Numerous distance education courses are available for students who need some extra flexibility. Distance programs at GC typically have no class meetings other than a single orientation session with your instructor, so you can study and complete the required work independently of a fixed course schedule.
GC is also part of the Achieving the Dream network, a national initiative to help more community college students complete their career education programs or transfer successfully to four-year schools. The initiative concerns itself primarily with communities that face endemic discrimination, financial hardship and other significant barriers to success.
St. Philip's College (San Antonio)
St. Philip's College educates more than 11,000 students annually and put up especially high numbers terms of first-time college students. More than half of the student body is under 22 years old, and over 90 percent of students with zero prior college experience successfully complete their first semester.
The vast majority of programs at St. Philip's are designed to prepare you to succeed in the workforce. Some non-degree programs may require just three or four courses to complete, while two-year A.A.S. plans provide deeper skills development in fields like health care technology, web development, automotive technology and more.
Additionally, students who need some schedule flexibility when pursuing their degree are in luck at this San Antonio school. More than 40 degree programs are available at least partially in the virtual classroom, with over a dozen study plans using 100 percent online courses.
Brookhaven College (Farmers Branch)
Located in the Dallas suburb of Farmers Branch, Brookhaven College is another of the seven institutions in the Dallas County Community College District. Since its founding in 1978, Brookhaven has grown to educate more than 12,000 students each year and offers more than 70 degree and certificate programs.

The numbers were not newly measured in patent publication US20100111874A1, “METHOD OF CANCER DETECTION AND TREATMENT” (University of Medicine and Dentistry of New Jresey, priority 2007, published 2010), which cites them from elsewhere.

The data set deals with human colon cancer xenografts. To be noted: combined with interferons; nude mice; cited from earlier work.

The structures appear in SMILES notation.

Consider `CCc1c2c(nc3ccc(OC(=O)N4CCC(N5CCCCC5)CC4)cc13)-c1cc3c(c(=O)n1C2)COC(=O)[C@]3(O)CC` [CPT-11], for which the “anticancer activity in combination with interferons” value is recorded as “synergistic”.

The numbers show that Brookhaven may be one of the best community colleges in Texas for students looking for an affordable college experience. The institution reports a total annual cost of less than $1,800 for Dallas County residents taking 15 credits or fewer during the year, which represents approximately 50 percent savings on the national average yearly community college tuition of $3,570.
If you're looking to change careers or enhance your skillset, Brookhaven has that covered as well. Workforce and continuing education programs like industry certification courses are a solid part of the catalog here.
Houston Community College (Houston)
With over 20 locations around the Houston metro area, Houston Community College works to make academic success possible for as many of the city's 2.3 million residents as it can. The total student body across all those locations is as large as you might expect -- nearly 115,000 in 2017 -- with more than 85,000 of those enrolled working toward degrees or certificates.
More than 100 programs of study are available for HCC students. Degree and certificate plans here cover both sides of the community college spectrum, with career-focused programs in respiratory therapy, cosmetology and welding technology sharing catalog space with traditional academic majors like English, math, chemistry and philosophy.
Along with placing campuses at all corners of the largest city in Texas, HCC facilitates educational access with its open-enrollment model. All qualifying students who apply are admitted regardless of their standardized test scores and past academic performance.